Nancy Yi Fan SwordbirdSwordbird by Nancy Yi Fan

The Swordbird Song
by Kat Hooper
To be sung to the tune of “The Trees” by Rush.

There is unrest in the forest,fantasy book reviews science fiction book reviews
There is trouble in the trees,
For the bluejays want their eggs back
And their nuts and their berries.

The trouble with the blue jays,
(And they’re quite convinced they’re right)
They say the cardinals filched their babies
And they grabbed their food at night.

But the cardinals didn’t do it,
‘Twas the hawk and all his knaves
They are building a strong fortress
And the woodbirds will be slaves!

There is trouble in the Forest,
But the Swordbird, it is said,
Can be called to fight oppression
And can make the bad birds dead.

[very long awesome instrumental section]

So the woodbirds formed a union
And demanded equal rights
“That hawk is just too greedy;
We will ask Swordbird to fight.”

Now there’s no more hawk oppression,
Peace and freedom are restored,
And the birds are all kept equal
By Swordbird’s magic sword.

Swordbird is a children’s fantasy novel written by Chinese-American Nancy Yi Fan after the events of September 11, 2001. Fan was 10 years old when she started writing Swordbird and she sold it to HarperCollins when she was 12. The novel is an anthropomorphic fantasy — all of the characters are birds — and the fact that it was written by a 12 year old, and carries an unmistakable message of peace, has made it a popular choice for elementary school teachers’ required reading lists. My son read it in fourth grade.

I listened to the audio version (Harper Audio, nicely narrated by Colleen Delany) with my kids in one evening. We all agreed that the plot was a lot like playing Angry Birds (and just as violent!). While the kids enjoyed it, I thought it was unoriginal (Redwall does it better) and predictable with flat characters, clumsy dialog, cardstock villains, and trite messages:

Peace is wonderful; freedom is sacred. As long as there is peace and freedom, there is tomorrow.

However, that’s because I’m comparing Swordbird to children’s books written by adults. Nancy Yi Fan’s accomplishment here is truly remarkable and I understand why school teachers want to expose their students to Swordbird. I am sincerely impressed with Miss Fan and I hope she continues to write. I feel guilty giving Swordbird only two stars, but I need to keep it consistent with our rating system. Swordbird is just “okay” as a novel, but I give 5 stars to Nancy Yi Fan!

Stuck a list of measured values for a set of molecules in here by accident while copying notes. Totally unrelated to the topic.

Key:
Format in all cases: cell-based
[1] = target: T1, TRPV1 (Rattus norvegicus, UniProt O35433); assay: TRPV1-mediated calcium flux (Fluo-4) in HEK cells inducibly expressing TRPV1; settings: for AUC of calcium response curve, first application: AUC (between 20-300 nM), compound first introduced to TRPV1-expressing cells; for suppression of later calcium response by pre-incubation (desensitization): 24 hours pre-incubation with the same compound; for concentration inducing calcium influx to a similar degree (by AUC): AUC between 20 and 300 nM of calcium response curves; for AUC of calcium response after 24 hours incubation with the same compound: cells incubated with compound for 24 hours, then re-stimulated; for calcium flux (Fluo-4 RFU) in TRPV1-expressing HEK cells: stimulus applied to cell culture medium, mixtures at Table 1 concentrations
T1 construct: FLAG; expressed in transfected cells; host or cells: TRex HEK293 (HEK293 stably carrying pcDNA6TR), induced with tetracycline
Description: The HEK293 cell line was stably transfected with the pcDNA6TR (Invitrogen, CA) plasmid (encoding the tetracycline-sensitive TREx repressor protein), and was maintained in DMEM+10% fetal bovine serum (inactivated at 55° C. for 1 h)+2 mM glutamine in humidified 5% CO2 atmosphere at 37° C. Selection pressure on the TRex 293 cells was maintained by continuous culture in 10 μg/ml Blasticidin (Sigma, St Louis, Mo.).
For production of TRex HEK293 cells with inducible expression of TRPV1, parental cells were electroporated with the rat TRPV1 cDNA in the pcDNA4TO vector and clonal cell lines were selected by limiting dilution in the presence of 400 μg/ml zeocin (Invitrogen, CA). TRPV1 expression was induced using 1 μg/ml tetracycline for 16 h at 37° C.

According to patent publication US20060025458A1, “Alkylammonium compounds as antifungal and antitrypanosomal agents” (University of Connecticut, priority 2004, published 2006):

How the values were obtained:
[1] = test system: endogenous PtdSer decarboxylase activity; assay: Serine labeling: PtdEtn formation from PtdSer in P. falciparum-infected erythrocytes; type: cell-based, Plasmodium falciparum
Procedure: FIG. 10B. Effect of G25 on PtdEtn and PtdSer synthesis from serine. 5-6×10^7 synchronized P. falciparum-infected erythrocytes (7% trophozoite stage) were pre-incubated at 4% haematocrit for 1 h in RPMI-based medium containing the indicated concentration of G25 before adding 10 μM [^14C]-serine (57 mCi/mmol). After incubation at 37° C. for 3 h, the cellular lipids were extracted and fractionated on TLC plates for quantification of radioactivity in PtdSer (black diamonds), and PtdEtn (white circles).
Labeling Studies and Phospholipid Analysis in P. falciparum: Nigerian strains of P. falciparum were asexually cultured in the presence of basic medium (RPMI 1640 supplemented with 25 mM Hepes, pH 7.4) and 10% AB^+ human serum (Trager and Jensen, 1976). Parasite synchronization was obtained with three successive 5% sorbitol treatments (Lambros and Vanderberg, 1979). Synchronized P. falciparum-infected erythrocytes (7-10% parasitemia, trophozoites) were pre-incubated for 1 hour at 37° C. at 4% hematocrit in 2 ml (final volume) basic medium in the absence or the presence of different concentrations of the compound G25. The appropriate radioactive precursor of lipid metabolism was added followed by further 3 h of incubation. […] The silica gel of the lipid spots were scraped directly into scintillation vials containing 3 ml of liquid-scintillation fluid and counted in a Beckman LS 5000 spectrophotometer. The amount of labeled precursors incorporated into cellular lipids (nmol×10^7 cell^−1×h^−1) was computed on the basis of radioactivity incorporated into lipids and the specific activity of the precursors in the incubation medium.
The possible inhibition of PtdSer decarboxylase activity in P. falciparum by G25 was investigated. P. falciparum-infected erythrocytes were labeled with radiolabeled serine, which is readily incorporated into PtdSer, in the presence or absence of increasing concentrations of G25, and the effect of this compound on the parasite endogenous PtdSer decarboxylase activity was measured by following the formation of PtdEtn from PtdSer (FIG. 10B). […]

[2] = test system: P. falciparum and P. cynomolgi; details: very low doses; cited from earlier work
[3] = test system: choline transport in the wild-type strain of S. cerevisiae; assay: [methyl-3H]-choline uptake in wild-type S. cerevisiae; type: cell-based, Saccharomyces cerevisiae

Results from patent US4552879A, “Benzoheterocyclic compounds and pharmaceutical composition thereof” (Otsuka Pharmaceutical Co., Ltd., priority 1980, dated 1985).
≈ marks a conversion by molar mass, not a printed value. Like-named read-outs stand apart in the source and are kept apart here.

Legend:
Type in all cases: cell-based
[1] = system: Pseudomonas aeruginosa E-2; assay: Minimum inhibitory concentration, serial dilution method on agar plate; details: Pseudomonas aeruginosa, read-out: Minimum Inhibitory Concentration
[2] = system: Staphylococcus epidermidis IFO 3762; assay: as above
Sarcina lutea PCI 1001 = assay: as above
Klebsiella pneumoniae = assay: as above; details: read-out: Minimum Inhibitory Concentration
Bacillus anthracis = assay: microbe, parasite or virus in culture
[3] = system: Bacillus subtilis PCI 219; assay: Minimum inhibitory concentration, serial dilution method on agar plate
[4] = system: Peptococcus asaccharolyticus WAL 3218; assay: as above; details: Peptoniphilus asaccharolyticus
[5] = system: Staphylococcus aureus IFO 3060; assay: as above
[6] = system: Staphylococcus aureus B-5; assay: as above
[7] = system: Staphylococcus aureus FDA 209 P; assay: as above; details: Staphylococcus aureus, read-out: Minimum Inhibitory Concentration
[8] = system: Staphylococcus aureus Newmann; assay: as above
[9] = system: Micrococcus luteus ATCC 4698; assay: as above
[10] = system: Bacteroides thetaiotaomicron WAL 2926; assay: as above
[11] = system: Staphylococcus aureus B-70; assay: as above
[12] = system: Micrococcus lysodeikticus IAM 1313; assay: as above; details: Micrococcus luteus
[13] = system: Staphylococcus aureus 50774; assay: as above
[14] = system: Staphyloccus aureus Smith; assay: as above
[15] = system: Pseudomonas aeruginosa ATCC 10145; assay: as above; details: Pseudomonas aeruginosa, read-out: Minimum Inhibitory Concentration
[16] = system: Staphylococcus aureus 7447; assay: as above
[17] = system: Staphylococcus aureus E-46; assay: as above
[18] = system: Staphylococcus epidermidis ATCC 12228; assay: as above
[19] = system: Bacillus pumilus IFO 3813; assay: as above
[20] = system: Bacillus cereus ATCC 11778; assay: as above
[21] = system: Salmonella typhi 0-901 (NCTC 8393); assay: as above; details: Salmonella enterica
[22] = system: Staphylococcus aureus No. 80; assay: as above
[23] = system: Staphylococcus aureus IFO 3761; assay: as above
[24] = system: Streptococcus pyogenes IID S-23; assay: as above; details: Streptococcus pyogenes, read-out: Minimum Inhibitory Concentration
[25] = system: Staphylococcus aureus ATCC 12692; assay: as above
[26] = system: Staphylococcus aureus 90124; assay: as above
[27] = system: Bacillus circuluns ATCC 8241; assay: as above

Swordbird & Sword Quest — (2007-2013) Ages 9-12. Publisher: An exciting and action-packed tale of birds at war, this novel shows how friendship and courage can overcome tyranny. Stone-run Forest was once a peaceful place, but suddenly the local woodbird tribes, the Cardinals and Blue Jays, find themselves at odds — precious food supplies have been stolen and fighting has broken out. Unbeknown to the woodbirds, the evil hawk Turnatt has been turning the tribes against one another as part of his evil strategy to take over the forest. He has already enslaved many captives from the surrounding tribes, who he’s been forcing to build an evil fortress in which he plans to confine all the woodbirds. And the Cardinals and Blue Jays are to be his next victims. Thanks to an escaped slavebird Miltin, the woodbirds learn of Turnatt’s strategy. But the only way to save the forest is to call on the legendary Swordbird — the heroic bird of peace. Young birds Aska and Miltin fly off on a dangerous mission to find the Leasone gem — paired with an ancient song from the Old Scripture, this is the only way to conjure Swordbird’s help. But will they return in time to save the forest, or even make it back at all…

Nancy Yi Fan Swordbird Sword QuestNancy Yi Fan Swordbird Sword Questfantasy and science fiction book reviews


  • Kat Hooper

    KAT HOOPER, who started this site in June 2007, earned a Ph.D. in neuroscience and psychology at Indiana University (Bloomington) and now teaches and conducts brain research at the University of North Florida. When she reads fiction, she wants to encounter new ideas and lots of imagination. She wants to view the world in a different way. She wants to have her mind blown. She loves beautiful language and has no patience for dull prose, vapid romance, or cheesy dialogue. She prefers complex characterization, intriguing plots, and plenty of action. Favorite authors are Jack Vance, Robin Hobb, Kage Baker, William Gibson, Gene Wolfe, Richard Matheson, and C.S. Lewis.